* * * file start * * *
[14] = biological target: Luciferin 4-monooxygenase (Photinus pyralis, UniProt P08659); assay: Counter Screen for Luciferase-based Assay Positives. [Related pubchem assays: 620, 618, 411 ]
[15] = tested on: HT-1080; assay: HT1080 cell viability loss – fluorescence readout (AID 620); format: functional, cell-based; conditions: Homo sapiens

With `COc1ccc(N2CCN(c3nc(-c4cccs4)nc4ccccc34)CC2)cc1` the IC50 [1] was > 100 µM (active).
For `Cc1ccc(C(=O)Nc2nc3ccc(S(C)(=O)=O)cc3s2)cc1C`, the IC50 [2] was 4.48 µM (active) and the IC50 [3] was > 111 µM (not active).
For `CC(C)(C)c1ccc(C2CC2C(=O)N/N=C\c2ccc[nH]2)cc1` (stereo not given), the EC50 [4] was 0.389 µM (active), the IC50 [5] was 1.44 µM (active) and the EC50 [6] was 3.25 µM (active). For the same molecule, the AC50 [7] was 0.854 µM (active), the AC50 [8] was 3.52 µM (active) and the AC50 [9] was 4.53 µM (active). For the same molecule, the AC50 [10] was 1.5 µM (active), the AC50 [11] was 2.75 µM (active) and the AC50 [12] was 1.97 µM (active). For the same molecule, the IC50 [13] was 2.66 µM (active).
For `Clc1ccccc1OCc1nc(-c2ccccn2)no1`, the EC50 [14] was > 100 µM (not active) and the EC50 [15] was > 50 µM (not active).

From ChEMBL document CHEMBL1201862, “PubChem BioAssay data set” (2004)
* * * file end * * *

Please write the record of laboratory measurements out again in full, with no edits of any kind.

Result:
[14] = biological target: Luciferin 4-monooxygenase (Photinus pyralis, UniProt P08659); assay: Counter Screen for Luciferase-based Assay Positives. [Related pubchem assays: 620, 618, 411 ]
[15] = tested on: HT-1080; assay: HT1080 cell viability loss – fluorescence readout (AID 620); format: functional, cell-based; conditions: Homo sapiens

With `COc1ccc(N2CCN(c3nc(-c4cccs4)nc4ccccc34)CC2)cc1` the IC50 [1] was > 100 µM (active).
For `Cc1ccc(C(=O)Nc2nc3ccc(S(C)(=O)=O)cc3s2)cc1C`, the IC50 [2] was 4.48 µM (active) and the IC50 [3] was > 111 µM (not active).
For `CC(C)(C)c1ccc(C2CC2C(=O)N/N=C\c2ccc[nH]2)cc1` (stereo not given), the EC50 [4] was 0.389 µM (active), the IC50 [5] was 1.44 µM (active) and the EC50 [6] was 3.25 µM (active). For the same molecule, the AC50 [7] was 0.854 µM (active), the AC50 [8] was 3.52 µM (active) and the AC50 [9] was 4.53 µM (active). For the same molecule, the AC50 [10] was 1.5 µM (active), the AC50 [11] was 2.75 µM (active) and the AC50 [12] was 1.97 µM (active). For the same molecule, the IC50 [13] was 2.66 µM (active).
For `Clc1ccccc1OCc1nc(-c2ccccn2)no1`, the EC50 [14] was > 100 µM (not active) and the EC50 [15] was > 50 µM (not active).

From ChEMBL document CHEMBL1201862, “PubChem BioAssay data set” (2004)